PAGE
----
While a scandalous saga, the story of the Borgia dynasty is one that, if approached with prudent restraint, can provide a good deal of instruction, if little in the way of edification. (The exemplary life of Alexander's great-grandson, St. Francis Borgia, proves, of course, a notable exception.) But this exploitative account of their activities is too prurient to be recommended for audiences of any age.
'The Civil War,' April 3-7, PBS
The fratricidal war of 1861-65 pitting the Union against the Confederacy was a testing ground and turning point for the American nation.
Providing a television history of this monumental epoch is "The Civil War," a nine-part series being rerun on PBS. The first episode will air Sunday, April 3, 8-10 p.m. EDT, followed by back-to-back episodes each night through Thursday, April 7, 8-10:30 p.m. EDT (check local listings).
Historian David McCullough narrates the series, which was written by Geoffrey C. Ward, former editor of American Heritage magazine, and co-producer Ric Burns, with a battery of Civil War scholars verifying the historical accuracy of its content.
Translating the script into TV images is co-producer and director Ken Burns, whose distinguished list of credits range from "Brooklyn Bridge" and "The Statue of Liberty" to "Huey Long" and "The Congress."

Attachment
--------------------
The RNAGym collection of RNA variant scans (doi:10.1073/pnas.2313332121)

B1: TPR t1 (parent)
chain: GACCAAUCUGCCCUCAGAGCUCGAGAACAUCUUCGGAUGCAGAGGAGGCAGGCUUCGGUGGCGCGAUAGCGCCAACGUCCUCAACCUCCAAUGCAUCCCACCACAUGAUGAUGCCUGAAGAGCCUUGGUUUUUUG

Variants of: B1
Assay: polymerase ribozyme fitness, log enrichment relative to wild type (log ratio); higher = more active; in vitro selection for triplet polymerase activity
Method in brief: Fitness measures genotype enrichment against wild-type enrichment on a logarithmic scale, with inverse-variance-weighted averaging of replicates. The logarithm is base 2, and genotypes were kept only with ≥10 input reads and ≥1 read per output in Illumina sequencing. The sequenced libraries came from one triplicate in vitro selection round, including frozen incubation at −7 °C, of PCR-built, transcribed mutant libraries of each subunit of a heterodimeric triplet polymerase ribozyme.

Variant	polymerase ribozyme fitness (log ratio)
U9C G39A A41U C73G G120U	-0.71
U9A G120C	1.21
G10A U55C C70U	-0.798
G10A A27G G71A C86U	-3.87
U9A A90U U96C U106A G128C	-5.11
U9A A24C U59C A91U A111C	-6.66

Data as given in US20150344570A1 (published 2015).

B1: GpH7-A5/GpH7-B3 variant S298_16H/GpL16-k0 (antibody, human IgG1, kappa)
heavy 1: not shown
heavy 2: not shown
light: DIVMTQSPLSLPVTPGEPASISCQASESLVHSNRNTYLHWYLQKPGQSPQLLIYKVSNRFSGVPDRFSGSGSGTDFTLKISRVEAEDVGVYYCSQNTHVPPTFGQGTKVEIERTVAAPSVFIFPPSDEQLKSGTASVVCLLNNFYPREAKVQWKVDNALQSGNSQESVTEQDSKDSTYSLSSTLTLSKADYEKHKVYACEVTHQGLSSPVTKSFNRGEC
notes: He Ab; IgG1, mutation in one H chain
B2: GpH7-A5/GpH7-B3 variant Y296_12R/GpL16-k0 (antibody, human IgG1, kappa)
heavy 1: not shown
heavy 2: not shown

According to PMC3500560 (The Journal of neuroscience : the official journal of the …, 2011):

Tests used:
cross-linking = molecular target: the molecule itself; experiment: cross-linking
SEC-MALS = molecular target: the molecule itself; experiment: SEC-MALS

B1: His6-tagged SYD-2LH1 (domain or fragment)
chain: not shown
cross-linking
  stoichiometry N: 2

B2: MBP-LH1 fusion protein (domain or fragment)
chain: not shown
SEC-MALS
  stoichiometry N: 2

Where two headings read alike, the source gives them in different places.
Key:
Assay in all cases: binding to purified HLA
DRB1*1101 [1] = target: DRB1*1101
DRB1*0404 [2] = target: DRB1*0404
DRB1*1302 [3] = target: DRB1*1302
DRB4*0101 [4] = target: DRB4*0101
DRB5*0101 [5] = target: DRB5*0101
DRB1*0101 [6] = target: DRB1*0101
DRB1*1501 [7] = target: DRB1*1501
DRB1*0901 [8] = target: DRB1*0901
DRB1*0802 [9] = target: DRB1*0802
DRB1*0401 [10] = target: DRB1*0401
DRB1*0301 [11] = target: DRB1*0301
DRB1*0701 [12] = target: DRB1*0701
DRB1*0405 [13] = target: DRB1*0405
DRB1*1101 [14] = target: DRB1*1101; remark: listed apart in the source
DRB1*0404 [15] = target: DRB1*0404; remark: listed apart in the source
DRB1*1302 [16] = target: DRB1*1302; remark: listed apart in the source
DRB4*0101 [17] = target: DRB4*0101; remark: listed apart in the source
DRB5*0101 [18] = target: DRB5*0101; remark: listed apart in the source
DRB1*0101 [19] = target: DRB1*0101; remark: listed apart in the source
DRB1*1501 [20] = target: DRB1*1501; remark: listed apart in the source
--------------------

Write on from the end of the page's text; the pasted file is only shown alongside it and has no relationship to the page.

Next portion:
Though photography was still in its infancy at the time of the Civil War, Burns was able to draw upon the considerable work of Matthew Brady and other pioneering cameramen who captured still lifes of soldiers before and after battle -- movement was only a blur in these early photos.
Mute but eloquent testimony of the war's ferocity and cost in human lives is to be seen in the pictures taken of battlefields after an engagement -- men strewn where they fell in the contortions of death.
The battles themselves are depicted in the drawings of newspaper artists and paintings done long after the war. Newspaper coverage of events in the form of headlines and subheads, as well as battle maps showing the disposition of forces, are also part of the rich visual tapestry that Burns has fashioned for the screen.
McCullough's narration presents a capsule history of the period, beginning with the causes of the war and ending with the consequences of the Union's victory.
This history relates not only the course of the major battlefronts but also follows the political concerns of Washington and Richmond, the diplomatic maneuvers involving Britain and France and the economic disruptions, both North and South.